It is correct to claim that a checklist that simply tallies up the ticks and crosses can’t do the job. But a comprehensive series of well-crafted questions and an algorithm capable of using the information gained to form the same picture a judge would form can, and does work.

HMRC is building an AI system designed achieve this. AI systems have been used for decades in the medical profession, and have even been proven more accurate than experts on occasion.

Our IR35 testing tool is further testament to the accuracy of AI systems – it mirrored the judge’s evaluation in every case when tested against the 21 IR35 tribunal outcomes. Unfortunately, despite a valiant attempt, HMRC has fallen short of building an AI system that is fit for purpose.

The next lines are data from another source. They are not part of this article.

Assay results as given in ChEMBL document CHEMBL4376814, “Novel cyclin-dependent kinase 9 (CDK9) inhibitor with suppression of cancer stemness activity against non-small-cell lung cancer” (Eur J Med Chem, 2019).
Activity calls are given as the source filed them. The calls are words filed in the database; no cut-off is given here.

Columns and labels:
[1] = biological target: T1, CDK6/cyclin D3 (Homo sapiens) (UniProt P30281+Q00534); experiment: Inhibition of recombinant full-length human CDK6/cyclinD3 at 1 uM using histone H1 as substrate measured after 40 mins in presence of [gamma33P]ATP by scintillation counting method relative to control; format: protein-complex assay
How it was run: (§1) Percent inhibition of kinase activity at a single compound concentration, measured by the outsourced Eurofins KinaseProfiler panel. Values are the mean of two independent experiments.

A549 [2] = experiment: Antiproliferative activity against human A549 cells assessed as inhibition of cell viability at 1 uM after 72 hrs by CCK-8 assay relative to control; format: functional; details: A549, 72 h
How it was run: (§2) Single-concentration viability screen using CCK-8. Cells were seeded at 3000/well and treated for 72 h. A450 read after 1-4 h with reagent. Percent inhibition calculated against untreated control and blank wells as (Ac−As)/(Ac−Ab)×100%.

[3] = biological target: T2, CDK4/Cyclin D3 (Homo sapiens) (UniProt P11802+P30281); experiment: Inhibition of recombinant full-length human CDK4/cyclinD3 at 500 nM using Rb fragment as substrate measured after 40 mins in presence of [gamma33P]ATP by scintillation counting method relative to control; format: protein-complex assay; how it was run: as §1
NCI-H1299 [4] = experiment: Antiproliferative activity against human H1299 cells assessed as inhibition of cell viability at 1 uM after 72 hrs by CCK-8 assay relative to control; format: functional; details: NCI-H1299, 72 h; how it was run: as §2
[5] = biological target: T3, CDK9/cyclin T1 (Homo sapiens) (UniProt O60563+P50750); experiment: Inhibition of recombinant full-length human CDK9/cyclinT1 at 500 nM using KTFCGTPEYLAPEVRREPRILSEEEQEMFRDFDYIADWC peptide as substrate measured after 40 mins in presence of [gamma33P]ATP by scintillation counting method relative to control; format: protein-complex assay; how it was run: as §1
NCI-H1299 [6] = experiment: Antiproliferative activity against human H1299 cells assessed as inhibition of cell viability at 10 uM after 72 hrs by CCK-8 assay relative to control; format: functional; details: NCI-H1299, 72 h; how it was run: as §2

IR35 uncertainty – the impact on public sector projects

The fallout from all of this is huge. The uncertainty is plaguing public sector projects already. Organisations are attempting to impose blanket rules forcing contractors into umbrella models to eliminate perceived tax risk, and contractors are walking away as a result - they refuse to be subject to 'false employment'.

It’s total chaos and it’s all on HMRC’s hands. The ESS arrived late and can’t do the job it’s intended to do. As a result clients and agencies are severely unprepared. The reforms need to be postponed for six months to allow the public sector to get ready and identify alternative compliance solutions.

We don’t need further deterrents from our contractors remaining in the public sector. With Brexit looming, we need as many of our best digital contractors on board as possible. At the moment, they’re leaving in their droves.

Published: Monday, March 20, 2017